How to set up an amazing development environment on Windows


I have been using Linux for development for a long time and MacOS for quite a few years. The only handful of times that I developed on Windows was for a small fix or adjustment.

The display of my Macbook Pro died back in September and I went back to Linux to develop. Hoping that I would have the Macbook up and running as soon as possible. The repair quotation arrived and, to my surprise, the price was way out of my reality.

I then decided to give it a try to docker-desktop since a coworker from another team had success running our development stack.

(This guide is based on guides, StackOverflow questions, and discussions all over the internet. Unintentionally I may end up forgetting to give due credit.)

Hyper.js + Oh My ZSH as Ubuntu on Windows (WSL) Terminal


Install Windows Subsystem Linux —

Install Ubuntu on Windows from Microsoft Store or any other Linux flavor —

Install Hyper.js terminal —

I went for the hyper-material-theme to set it up press Ctrl + , to bring up Hyper.js configuration file. Look for plugins: [ edit and add the theme.

plugins: [

Setup Hyper.js to automatically open Ubuntu on Windows

  • Open up Hyper.js configuration again and type Ctrl + ,
  • Scroll down to shell and change it to C:\\Windows\\System32\\bash.exe
// the shell to run when spawning a new session (i.e. /usr/local/bin/fish)
// if left empty, your system's login shell will be used by default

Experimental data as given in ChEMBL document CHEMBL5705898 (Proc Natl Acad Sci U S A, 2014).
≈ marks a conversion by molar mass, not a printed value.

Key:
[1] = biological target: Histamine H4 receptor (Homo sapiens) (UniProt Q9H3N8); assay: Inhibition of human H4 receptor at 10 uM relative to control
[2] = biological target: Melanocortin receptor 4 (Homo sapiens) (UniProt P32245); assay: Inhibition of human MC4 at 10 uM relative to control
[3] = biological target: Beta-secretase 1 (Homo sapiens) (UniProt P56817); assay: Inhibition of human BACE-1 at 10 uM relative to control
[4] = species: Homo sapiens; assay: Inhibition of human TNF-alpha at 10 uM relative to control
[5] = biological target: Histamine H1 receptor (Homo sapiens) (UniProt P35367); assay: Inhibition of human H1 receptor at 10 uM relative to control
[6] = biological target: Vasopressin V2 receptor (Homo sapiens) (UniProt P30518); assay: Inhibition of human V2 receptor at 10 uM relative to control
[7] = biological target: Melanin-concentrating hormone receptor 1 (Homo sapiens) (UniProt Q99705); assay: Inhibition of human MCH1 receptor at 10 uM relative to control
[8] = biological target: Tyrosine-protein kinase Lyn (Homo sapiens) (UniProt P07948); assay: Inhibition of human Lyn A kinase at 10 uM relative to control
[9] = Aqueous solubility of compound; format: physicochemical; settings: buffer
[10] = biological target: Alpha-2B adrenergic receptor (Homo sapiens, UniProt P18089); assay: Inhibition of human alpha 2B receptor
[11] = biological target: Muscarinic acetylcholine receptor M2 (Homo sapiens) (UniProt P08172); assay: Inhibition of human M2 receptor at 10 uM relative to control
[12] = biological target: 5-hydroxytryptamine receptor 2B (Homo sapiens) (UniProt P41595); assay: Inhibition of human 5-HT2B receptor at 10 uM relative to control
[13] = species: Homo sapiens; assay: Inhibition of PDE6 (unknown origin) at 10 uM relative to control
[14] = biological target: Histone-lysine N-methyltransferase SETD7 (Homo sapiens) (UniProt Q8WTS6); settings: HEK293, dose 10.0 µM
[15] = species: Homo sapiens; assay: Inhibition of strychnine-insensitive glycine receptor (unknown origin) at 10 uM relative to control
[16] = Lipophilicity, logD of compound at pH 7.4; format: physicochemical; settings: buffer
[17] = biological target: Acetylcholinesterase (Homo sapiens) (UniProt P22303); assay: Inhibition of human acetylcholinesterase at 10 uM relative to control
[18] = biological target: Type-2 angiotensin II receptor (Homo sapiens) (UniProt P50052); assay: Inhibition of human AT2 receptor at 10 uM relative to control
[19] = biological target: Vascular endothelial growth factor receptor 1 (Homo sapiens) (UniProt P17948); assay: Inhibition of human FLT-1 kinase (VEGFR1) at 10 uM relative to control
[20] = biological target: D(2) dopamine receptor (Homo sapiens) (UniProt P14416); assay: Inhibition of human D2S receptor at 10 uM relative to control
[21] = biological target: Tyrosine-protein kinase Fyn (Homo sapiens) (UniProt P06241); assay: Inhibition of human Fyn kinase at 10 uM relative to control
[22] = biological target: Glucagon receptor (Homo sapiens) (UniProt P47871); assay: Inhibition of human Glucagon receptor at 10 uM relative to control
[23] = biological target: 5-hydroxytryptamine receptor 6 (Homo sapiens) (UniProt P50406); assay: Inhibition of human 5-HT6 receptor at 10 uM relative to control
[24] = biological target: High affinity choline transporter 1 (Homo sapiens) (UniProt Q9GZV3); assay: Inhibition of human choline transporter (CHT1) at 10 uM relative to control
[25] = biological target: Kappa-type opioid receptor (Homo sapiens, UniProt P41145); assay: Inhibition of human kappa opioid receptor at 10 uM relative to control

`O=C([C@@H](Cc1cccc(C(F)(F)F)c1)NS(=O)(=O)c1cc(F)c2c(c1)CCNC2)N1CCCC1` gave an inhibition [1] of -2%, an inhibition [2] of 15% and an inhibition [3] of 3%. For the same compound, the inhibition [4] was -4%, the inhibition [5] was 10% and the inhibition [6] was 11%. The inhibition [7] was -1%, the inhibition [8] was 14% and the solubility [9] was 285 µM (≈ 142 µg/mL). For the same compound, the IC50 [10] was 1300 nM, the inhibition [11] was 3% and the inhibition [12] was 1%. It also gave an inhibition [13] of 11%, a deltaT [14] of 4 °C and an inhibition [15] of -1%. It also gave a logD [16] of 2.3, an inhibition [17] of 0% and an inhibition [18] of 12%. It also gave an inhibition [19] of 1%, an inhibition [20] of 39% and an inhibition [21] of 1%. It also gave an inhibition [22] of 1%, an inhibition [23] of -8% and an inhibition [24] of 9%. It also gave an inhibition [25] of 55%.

// Windows
// - Make sure to use a full path if the binary name doesn't work
// - Remove `--login` in shellArgs
// Bash on Windows
// - Example: `C:\\Windows\\System32\\bash.exe`
// PowerShell on Windows
// - Example: `C:\\WINDOWS\\System32\\WindowsPowerShell\\v1.0\\powershell.exe`
shell: 'C:\\Windows\\System32\\bash.exe',

Install ZSH on Ubuntu Bash Windows

  • Run this sudo apt-get install zsh
  • Open your bash profile vim~/.bashrc
  • Add this to set it to use ZSH as default:
bash -c zsh
# ~/.bashrc: executed by bash(1) for non-login shells.
# see /usr/share/doc/bash/examples/startup-files (in the package bash-doc)
# for examples# If not running interactively, don't do anything
case $- in

Install Oh My ZSH

Install Oh My Zsh with 

sh -c "$(curl -fsSL"

Restart Hyper.js and you are done!

Docker Desktop, docker-compose, and nvm

Install Docker Desktop

Follow the instructions on, but it is basically the usual next-next-finish.

Install docker, docker-compose, and nvm

On your terminal install both docker and docker-compose

sudo apt-get install docker docker-compose nvm

Speed things up

zsh is smart with its completions, but it may get really slow and frustrating if you let Windows concatenate its PATH with WSL’s path.

Edit your /etc/wsl.conf with the following:

enabled = true
appendWindowsPath = false

Besides that, make sure that you are not running docker/node on your mounted hard drive(i.e. /mnt/c/), but instead the WSL filesystem. If you need to access it, with your IDE or editor, use the \\wsl$\ network path.

Running Selenium/Webdriver tests

Install google-chrome inside WSL with your favorite PPA repository. I am not going to teach you this since there an infinity of tutorials on the subject. It may or may not work with chromium, but I didn’t test.

Install Xming/Xlaunch with the notorious next-next-finish

Create a config.xlaunch file with the following and run it afterwards:

<?xml version="1.0"?>
<XLaunch xmlns="" xmlns:xsi="" <?xml version="1.0"?>
<XLaunch xmlns="" xmlns:xsi="" xsi:schemaLocation=" XLaunch.xsd" WindowMode="Windowed" ClientMode="NoClient" Display="0" Clipboard="true" ExtraParams="-ac"/>